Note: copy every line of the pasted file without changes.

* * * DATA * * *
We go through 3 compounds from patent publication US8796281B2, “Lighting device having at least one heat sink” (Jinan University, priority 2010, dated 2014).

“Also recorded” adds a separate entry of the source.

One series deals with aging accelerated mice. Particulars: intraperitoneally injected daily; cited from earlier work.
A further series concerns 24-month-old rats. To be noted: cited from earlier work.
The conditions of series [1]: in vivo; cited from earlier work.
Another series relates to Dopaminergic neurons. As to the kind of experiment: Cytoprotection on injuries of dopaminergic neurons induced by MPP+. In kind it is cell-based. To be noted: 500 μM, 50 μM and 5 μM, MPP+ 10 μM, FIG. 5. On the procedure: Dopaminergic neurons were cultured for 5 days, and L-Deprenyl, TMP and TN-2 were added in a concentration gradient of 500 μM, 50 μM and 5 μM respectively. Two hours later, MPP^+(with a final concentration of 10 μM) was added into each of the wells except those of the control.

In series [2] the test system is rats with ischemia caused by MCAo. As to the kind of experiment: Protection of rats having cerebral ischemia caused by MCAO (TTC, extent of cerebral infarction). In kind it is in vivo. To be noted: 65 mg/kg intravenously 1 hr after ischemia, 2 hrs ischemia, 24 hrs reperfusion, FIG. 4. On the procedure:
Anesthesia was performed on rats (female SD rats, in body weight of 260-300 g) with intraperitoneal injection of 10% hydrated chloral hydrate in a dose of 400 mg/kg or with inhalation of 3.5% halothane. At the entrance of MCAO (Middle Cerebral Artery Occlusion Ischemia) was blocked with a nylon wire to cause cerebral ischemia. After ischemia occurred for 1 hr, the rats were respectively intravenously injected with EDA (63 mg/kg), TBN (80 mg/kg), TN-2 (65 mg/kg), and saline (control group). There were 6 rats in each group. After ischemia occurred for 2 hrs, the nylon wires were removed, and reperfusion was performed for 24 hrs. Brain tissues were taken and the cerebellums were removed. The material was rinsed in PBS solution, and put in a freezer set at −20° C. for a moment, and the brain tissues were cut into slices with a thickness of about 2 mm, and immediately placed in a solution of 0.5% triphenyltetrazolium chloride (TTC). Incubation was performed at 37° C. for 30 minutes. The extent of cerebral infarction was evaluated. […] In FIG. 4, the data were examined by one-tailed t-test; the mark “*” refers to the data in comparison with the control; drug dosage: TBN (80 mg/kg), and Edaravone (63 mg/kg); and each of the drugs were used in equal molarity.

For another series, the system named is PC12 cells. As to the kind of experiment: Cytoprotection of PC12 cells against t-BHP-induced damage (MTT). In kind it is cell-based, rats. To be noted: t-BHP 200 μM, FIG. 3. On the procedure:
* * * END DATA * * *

We go through 3 compounds from patent publication US8796281B2, “Lighting device having at least one heat sink” (Jinan University, priority 2010, dated 2014).

“Also recorded” adds a separate entry of the source.

One series deals with aging accelerated mice. Particulars: intraperitoneally injected daily; cited from earlier work.
A further series concerns 24-month-old rats. To be noted: cited from earlier work.
The conditions of series [1]: in vivo; cited from earlier work.
Another series relates to Dopaminergic neurons. As to the kind of experiment: Cytoprotection on injuries of dopaminergic neurons induced by MPP+. In kind it is cell-based. To be noted: 500 μM, 50 μM and 5 μM, MPP+ 10 μM, FIG. 5. On the procedure: Dopaminergic neurons were cultured for 5 days, and L-Deprenyl, TMP and TN-2 were added in a concentration gradient of 500 μM, 50 μM and 5 μM respectively. Two hours later, MPP^+(with a final concentration of 10 μM) was added into each of the wells except those of the control.

In series [2] the test system is rats with ischemia caused by MCAo. As to the kind of experiment: Protection of rats having cerebral ischemia caused by MCAO (TTC, extent of cerebral infarction). In kind it is in vivo. To be noted: 65 mg/kg intravenously 1 hr after ischemia, 2 hrs ischemia, 24 hrs reperfusion, FIG. 4. On the procedure:
Anesthesia was performed on rats (female SD rats, in body weight of 260-300 g) with intraperitoneal injection of 10% hydrated chloral hydrate in a dose of 400 mg/kg or with inhalation of 3.5% halothane. At the entrance of MCAO (Middle Cerebral Artery Occlusion Ischemia) was blocked with a nylon wire to cause cerebral ischemia. After ischemia occurred for 1 hr, the rats were respectively intravenously injected with EDA (63 mg/kg), TBN (80 mg/kg), TN-2 (65 mg/kg), and saline (control group). There were 6 rats in each group. After ischemia occurred for 2 hrs, the nylon wires were removed, and reperfusion was performed for 24 hrs. Brain tissues were taken and the cerebellums were removed. The material was rinsed in PBS solution, and put in a freezer set at −20° C. for a moment, and the brain tissues were cut into slices with a thickness of about 2 mm, and immediately placed in a solution of 0.5% triphenyltetrazolium chloride (TTC). Incubation was performed at 37° C. for 30 minutes. The extent of cerebral infarction was evaluated. […] In FIG. 4, the data were examined by one-tailed t-test; the mark “*” refers to the data in comparison with the control; drug dosage: TBN (80 mg/kg), and Edaravone (63 mg/kg); and each of the drugs were used in equal molarity.

For another series, the system named is PC12 cells. As to the kind of experiment: Cytoprotection of PC12 cells against t-BHP-induced damage (MTT). In kind it is cell-based, rats. To be noted: t-BHP 200 μM, FIG. 3. On the procedure: